Temperature and salinity
The Adriatic's surface temperature usually ranges from 22 to 30 °C (72 to 86 °F) in the summer or 12 to 14 °C (54 to 57 °F) in the winter, except along the western Adriatic coast's northern part, where it drops to 9 °C (48 °F) in the winter. The distinct seasonal temperature variations, with a longitudinal gradient in the Northern and transversal gradient in the Middle and Southern Adriatic, are attributed to the continental characteristics of the Adriatic Sea: it is shallower and closer to land than are oceans. During particularly cold winters, sea ice may appear in the Adriatic's shallow coastal areas, especially in the Venetian Lagoon but also in isolated shallows as far south as Tisno (south of Zadar). The Southern Adriatic is about 8 to 10 °C (14 to 18 °F) warmer during the winter than the more northerly regions. The Adriatic's salinity variation over the year is likewise distinct: it ranges between 38 and 39 PSUs. The southern Adriatic is subjected to saltier water from the Levantine Basin.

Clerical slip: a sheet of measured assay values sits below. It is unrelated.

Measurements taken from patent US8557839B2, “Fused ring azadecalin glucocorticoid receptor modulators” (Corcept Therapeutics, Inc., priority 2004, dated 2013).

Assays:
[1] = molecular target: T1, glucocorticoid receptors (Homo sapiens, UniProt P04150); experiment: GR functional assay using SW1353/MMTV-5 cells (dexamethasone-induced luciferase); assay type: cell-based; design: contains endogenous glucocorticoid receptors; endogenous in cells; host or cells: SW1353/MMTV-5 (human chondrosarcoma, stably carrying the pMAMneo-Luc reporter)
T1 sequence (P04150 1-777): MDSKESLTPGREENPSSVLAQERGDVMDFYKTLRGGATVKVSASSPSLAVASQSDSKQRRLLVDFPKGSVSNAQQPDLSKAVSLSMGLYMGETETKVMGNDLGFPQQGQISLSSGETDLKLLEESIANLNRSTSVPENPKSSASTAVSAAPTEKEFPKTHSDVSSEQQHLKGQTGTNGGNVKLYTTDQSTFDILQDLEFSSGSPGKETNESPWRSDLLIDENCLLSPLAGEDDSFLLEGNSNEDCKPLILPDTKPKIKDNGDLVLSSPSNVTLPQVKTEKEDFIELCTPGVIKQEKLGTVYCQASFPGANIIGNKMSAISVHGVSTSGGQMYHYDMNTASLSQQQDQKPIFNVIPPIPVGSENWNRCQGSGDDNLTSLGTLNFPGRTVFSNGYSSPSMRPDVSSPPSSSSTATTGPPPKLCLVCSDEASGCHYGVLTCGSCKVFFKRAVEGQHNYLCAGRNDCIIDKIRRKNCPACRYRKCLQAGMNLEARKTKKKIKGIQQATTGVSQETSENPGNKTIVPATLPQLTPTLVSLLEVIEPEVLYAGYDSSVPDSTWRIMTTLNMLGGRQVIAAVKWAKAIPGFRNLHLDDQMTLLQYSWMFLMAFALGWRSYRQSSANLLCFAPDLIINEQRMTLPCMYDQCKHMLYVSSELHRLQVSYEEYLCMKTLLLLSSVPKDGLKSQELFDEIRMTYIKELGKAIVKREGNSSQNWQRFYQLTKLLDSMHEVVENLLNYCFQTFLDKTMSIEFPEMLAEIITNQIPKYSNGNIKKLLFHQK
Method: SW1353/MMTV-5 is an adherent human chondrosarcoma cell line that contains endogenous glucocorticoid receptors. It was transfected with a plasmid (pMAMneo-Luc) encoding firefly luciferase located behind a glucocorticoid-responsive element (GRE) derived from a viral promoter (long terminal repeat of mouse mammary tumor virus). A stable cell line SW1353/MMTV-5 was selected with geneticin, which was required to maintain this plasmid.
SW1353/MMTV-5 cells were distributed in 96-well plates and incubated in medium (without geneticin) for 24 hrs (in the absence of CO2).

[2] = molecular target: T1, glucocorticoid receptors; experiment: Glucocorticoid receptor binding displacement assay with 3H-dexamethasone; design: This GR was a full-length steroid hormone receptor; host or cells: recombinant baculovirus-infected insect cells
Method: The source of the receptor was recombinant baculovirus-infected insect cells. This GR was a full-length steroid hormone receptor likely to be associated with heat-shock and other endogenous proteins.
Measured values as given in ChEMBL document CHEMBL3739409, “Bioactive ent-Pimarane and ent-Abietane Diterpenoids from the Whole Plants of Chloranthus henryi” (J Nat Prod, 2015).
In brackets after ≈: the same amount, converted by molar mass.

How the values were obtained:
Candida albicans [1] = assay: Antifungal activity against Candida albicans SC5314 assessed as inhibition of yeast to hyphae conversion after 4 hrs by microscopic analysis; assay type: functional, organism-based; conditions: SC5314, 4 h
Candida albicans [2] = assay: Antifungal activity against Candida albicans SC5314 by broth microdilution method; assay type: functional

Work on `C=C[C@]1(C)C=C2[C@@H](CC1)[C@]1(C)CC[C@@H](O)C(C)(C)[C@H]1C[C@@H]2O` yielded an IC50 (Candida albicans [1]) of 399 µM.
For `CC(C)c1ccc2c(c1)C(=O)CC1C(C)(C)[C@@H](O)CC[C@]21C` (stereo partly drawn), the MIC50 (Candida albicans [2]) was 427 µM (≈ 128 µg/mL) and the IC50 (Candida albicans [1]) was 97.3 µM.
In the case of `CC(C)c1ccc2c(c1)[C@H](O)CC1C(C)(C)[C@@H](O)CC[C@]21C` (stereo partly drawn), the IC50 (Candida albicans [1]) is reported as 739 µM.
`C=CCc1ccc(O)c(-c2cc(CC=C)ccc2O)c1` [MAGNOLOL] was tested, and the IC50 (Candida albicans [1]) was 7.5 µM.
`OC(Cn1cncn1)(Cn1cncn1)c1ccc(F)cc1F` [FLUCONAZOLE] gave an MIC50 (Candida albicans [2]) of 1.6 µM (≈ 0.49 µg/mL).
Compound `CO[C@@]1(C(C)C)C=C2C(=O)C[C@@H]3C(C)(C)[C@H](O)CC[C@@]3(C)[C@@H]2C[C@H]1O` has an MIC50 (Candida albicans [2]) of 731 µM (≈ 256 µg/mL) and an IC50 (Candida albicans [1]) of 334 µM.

Most of the landmass surrounding the Adriatic Sea is classified as Cfa, with the southern region (near the Ionian Sea) being Csa. According to the Köppen climate classification, the upper half of the Adriatic is classified as humid subtropical climate (Cfa), with wetter summers and colder and drier winters, and the southern Adriatic is classified as hot-summer Mediterranean climate (Csa).The air temperature can fluctuate by about 20 °C (36 °F) during a season. The predominant winter winds are the bora and sirocco (called jugo along the eastern coast). The bora is significantly conditioned by wind gaps in the Dinaric Alps bringing cold and dry continental air; it reaches peak speeds in the areas of Trieste, Senj and Split, with gusts of up to 180 kilometres per hour (97 kn; 110 mph). The sirocco brings humid and warm air, often carrying Saharan sand causing rain dust.